Honeybees: North Dakota Plan Could Curtail Colony Collapse Disorder
Honeybees are dying off rapidly due to the colony collapse order problem which began around 2005. The bees may get some much needed help courtesy of a North Dakota plan – the first such colony collapse disorder program in the nation. The western state has been among the leaders in honey production in the United States for decades. North Dakota is also credited with developing quality bee protection guidelines for keepers, ranchers, farmers, and average landowners.
The National Association of State Departments of Agriculture called for the development of a formal honeybee protection plan, and North Dakota was the first to answer. If the state’s program is a success, it would likely serve as a model for the rest of America to follow.
Colony collapse disorder plagued not only America, but the bulk of nations around the globe. The decline of the honeybee population has often been blamed on GMO crops and chemical pesticides manufactured by Monsanto and other biotech giants, by some scientists and food safety advocates, according to a report by Off The Grid News. Nearly 100 crops grown in the United States require assistance by wild pollinators in order to grow. Bee pollinated crops comprise about 30 percent of the food eaten in the United States, according to the USDA – but many agriculture experts put the figure at closer to 70 percent.
The goal of the voluntary North Dakota Pollinator Plan is to reduce risks faced by honeybees due to the usage of chemical pesticides and other agricultural production practices. North Dakota routinely boasts the production of approximately a half million hives per year – with the pollinators spending the winter in warmer climates.
Even though beekeepers around the world experienced significant bee colony losses last year, North Dakota still manager to produce more than 34 million pounds of honey – approximately 23 percent of the honey produced in the United States. The resting period in the Western state is reportedly integral to their winter survival.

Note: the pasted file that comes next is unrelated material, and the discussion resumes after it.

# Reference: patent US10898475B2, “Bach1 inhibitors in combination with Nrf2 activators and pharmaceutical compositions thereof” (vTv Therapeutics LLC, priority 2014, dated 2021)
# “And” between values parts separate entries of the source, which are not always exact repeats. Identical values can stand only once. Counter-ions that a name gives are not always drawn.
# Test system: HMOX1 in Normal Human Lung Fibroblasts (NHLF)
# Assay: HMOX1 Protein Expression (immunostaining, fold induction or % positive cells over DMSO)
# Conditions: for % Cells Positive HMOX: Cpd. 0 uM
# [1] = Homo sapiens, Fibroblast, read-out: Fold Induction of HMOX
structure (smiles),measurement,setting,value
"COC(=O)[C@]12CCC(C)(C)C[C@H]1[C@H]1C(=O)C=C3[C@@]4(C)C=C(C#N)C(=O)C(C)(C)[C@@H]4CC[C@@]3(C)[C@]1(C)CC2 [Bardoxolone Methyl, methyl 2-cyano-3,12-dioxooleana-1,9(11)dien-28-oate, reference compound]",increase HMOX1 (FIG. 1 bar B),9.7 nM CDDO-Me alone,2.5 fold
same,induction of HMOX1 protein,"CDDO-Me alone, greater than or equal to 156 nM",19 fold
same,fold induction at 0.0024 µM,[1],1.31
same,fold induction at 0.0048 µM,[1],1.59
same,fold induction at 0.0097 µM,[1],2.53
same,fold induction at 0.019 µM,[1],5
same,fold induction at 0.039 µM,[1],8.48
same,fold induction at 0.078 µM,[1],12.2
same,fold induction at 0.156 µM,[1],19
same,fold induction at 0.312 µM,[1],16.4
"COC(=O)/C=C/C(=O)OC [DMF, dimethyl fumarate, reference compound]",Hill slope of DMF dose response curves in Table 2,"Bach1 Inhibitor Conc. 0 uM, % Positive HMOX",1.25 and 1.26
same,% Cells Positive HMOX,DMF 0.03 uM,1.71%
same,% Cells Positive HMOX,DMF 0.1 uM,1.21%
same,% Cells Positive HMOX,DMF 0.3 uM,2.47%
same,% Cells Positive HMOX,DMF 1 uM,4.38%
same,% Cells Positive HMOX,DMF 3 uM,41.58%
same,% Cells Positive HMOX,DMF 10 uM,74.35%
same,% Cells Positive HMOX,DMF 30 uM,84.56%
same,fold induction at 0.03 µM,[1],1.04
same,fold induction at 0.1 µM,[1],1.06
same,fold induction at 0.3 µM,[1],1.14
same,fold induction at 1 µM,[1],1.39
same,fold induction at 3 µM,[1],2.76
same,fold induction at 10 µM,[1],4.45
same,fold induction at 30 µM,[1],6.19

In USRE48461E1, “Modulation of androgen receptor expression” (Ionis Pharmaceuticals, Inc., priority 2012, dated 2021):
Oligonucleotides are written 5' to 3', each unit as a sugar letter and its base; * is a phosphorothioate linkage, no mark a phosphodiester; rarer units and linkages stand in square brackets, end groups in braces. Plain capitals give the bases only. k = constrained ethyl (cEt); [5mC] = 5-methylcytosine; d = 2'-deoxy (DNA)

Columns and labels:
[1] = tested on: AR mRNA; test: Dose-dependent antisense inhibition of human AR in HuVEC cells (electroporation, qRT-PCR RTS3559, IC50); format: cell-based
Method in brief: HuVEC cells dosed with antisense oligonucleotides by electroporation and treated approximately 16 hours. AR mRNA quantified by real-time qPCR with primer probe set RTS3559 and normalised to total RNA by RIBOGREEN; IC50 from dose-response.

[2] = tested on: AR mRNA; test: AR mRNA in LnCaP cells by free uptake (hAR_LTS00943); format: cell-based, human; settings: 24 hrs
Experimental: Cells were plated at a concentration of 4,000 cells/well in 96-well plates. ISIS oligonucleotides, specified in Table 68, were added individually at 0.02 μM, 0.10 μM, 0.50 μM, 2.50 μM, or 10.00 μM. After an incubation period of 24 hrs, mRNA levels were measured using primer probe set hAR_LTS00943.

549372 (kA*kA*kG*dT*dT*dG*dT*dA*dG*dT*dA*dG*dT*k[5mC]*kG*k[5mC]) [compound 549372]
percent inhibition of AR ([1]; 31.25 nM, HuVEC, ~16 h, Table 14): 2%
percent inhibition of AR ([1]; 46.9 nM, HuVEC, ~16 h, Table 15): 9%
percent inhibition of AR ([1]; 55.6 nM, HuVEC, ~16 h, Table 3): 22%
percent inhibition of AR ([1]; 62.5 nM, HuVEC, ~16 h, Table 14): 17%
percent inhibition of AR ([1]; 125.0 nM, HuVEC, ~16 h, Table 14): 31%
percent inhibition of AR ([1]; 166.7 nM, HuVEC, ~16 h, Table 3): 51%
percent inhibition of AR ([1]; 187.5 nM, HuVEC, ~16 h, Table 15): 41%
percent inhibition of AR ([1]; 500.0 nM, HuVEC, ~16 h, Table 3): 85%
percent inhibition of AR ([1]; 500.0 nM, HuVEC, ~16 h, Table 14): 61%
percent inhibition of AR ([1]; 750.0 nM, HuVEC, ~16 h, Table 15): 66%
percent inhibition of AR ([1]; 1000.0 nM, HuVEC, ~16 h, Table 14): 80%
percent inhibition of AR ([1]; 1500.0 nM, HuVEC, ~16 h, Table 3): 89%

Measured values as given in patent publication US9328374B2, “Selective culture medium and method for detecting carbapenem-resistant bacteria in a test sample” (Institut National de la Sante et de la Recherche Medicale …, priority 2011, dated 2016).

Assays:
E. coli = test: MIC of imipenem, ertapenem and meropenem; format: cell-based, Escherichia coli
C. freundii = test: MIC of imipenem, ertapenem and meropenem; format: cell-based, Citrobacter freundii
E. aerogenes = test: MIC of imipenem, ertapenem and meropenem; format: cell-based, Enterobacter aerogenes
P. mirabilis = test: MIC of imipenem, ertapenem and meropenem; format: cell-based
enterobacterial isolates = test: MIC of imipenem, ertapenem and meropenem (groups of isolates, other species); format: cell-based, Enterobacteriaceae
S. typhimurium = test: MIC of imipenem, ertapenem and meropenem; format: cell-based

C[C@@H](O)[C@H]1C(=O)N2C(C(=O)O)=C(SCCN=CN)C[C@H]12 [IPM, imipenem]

North Dakota Agriculture Commission Doug Goehring had this to say about the Pollinator Plan:
“It is completely non-regulatory. It contains best-management practices and other proactive measures and ideas to help agricultural producers and beekeepers find common ground, all on a voluntary basis. The guidelines will be revisited and annually and updated as needed.”
The colony collapse disorder plan is based upon information stemming from extensive meetings with beekeepers, crop consultants, pesticide applicators, and growers. The pollinator plan calls for increased cooperation among pesticide applicators, beekeepers, and landowners in order to protect the ever decreasing honeybee population. If all the bees die, the best estimates by experts put the termination of the human and animal population will follow just a few years later.
An excerpt from the North Dakota Pollinator Plan:
“Beekeepers face a challenging task of keeping colonies alive with the threat of Colony Collapse Disorder, Varroa mites, Tracheal mites, small hive beetles, bacterial, fungal and viral diseases, declining quality forage, and pesticide exposure. Nationally, year to year colony survival is variable with some beekeepers reporting losses as high as 30 percent. Growers and pesticide users cannot help beekeepers manage threats from mites, beetles and the microbes that weaken their hives. They can, however, help with reducing their exposure to pesticides and improving the quality of forage available. Even though Varroa is considered the greatest threat to honey bee colonies, a strong colony can handle the pressures of this tiny creature better than one exposed to various pesticides and poor forage that weaken the hive. They [growers] must also consider timing of pesticide applications with respect to harvest and rotation intervals.”
Off grid living expert and beekeeper Rick Austin had this to say about the honeybee protection plan and Colony Collapse Disorder:
“Guidelines are all well and good, and perhaps it is a step in the right direction. At least it is bringing awareness to the problem. But the real problem is GMO corn and soybeans that are spreading poison pollen everywhere through the wind. The only way that the use of GMOs will stop, is to force companies like Monsanto to stop using it. However, regulations won’t happen because of Monsanto’s incestuous relationship with the government. And as we have seen time and time again, even if there were laws in place, Obama and his minions are only going to enforce the laws they like, and that don’t hurt their donors, anyway.”
Why do you think honeybees are dying off in record numbers?
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